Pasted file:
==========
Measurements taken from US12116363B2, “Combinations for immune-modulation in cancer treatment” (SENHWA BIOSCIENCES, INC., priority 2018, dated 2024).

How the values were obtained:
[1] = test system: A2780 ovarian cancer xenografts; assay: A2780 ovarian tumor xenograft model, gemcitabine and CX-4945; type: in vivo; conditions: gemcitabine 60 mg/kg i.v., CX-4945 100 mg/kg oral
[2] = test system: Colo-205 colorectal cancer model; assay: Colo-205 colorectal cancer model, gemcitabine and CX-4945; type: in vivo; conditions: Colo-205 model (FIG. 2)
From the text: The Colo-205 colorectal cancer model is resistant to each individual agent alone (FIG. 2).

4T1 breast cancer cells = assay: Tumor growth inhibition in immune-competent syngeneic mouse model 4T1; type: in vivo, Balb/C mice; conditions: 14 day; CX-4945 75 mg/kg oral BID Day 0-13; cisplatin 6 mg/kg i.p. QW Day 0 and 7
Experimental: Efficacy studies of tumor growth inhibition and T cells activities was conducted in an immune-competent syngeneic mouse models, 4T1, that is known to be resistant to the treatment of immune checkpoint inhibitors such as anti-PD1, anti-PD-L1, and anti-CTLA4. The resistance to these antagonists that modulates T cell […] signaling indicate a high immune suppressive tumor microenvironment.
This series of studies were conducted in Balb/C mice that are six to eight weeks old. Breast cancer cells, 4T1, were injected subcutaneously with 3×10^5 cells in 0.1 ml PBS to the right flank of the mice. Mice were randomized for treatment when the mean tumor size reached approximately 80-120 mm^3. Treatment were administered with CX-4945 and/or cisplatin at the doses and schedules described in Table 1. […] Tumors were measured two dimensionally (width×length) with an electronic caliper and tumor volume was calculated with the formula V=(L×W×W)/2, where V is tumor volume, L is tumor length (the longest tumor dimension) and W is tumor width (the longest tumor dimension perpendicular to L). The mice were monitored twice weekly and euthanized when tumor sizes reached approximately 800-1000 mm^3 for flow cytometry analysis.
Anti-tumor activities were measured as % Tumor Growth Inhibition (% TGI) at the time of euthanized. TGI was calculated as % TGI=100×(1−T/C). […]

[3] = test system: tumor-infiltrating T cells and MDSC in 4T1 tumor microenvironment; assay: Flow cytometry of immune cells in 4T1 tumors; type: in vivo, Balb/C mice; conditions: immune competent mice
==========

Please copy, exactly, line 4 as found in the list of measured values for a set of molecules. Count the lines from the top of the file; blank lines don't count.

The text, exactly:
[2] = test system: Colo-205 colorectal cancer model; assay: Colo-205 colorectal cancer model, gemcitabine and CX-4945; type: in vivo; conditions: Colo-205 model (FIG. 2)